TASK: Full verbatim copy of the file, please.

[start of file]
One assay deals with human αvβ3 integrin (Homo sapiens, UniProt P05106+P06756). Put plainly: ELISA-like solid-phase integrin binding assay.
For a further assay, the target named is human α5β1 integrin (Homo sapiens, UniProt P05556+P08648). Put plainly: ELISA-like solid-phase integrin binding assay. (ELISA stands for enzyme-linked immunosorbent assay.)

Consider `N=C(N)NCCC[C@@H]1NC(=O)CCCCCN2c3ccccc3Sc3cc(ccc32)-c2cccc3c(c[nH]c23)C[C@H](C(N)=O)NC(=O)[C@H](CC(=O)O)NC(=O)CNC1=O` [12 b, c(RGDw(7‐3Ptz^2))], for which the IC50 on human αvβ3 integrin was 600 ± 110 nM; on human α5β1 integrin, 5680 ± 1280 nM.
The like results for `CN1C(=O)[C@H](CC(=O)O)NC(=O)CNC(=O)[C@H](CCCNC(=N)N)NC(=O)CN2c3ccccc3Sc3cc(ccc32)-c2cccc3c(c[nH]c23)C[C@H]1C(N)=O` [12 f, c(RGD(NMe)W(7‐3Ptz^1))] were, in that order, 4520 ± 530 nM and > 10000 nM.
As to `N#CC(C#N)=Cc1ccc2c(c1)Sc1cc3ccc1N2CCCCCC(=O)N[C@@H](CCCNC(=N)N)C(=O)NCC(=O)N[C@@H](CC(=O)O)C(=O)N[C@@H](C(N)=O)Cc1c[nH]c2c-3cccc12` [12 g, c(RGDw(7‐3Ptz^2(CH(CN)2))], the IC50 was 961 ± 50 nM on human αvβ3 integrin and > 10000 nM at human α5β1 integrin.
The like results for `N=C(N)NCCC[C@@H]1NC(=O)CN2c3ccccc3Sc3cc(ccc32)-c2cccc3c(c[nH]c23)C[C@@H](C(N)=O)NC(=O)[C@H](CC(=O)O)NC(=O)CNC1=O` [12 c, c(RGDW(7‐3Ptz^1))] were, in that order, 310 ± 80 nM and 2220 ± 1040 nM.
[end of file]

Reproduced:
One assay deals with human αvβ3 integrin (Homo sapiens, UniProt P05106+P06756). Put plainly: ELISA-like solid-phase integrin binding assay.
For a further assay, the target named is human α5β1 integrin (Homo sapiens, UniProt P05556+P08648). Put plainly: ELISA-like solid-phase integrin binding assay. (ELISA stands for enzyme-linked immunosorbent assay.)

Consider `N=C(N)NCCC[C@@H]1NC(=O)CCCCCN2c3ccccc3Sc3cc(ccc32)-c2cccc3c(c[nH]c23)C[C@H](C(N)=O)NC(=O)[C@H](CC(=O)O)NC(=O)CNC1=O` [12 b, c(RGDw(7‐3Ptz^2))], for which the IC50 on human αvβ3 integrin was 600 ± 110 nM; on human α5β1 integrin, 5680 ± 1280 nM.
The like results for `CN1C(=O)[C@H](CC(=O)O)NC(=O)CNC(=O)[C@H](CCCNC(=N)N)NC(=O)CN2c3ccccc3Sc3cc(ccc32)-c2cccc3c(c[nH]c23)C[C@H]1C(N)=O` [12 f, c(RGD(NMe)W(7‐3Ptz^1))] were, in that order, 4520 ± 530 nM and > 10000 nM.
As to `N#CC(C#N)=Cc1ccc2c(c1)Sc1cc3ccc1N2CCCCCC(=O)N[C@@H](CCCNC(=N)N)C(=O)NCC(=O)N[C@@H](CC(=O)O)C(=O)N[C@@H](C(N)=O)Cc1c[nH]c2c-3cccc12` [12 g, c(RGDw(7‐3Ptz^2(CH(CN)2))], the IC50 was 961 ± 50 nM on human αvβ3 integrin and > 10000 nM at human α5β1 integrin.
The like results for `N=C(N)NCCC[C@@H]1NC(=O)CN2c3ccccc3Sc3cc(ccc32)-c2cccc3c(c[nH]c23)C[C@@H](C(N)=O)NC(=O)[C@H](CC(=O)O)NC(=O)CNC1=O` [12 c, c(RGDW(7‐3Ptz^1))] were, in that order, 310 ± 80 nM and 2220 ± 1040 nM.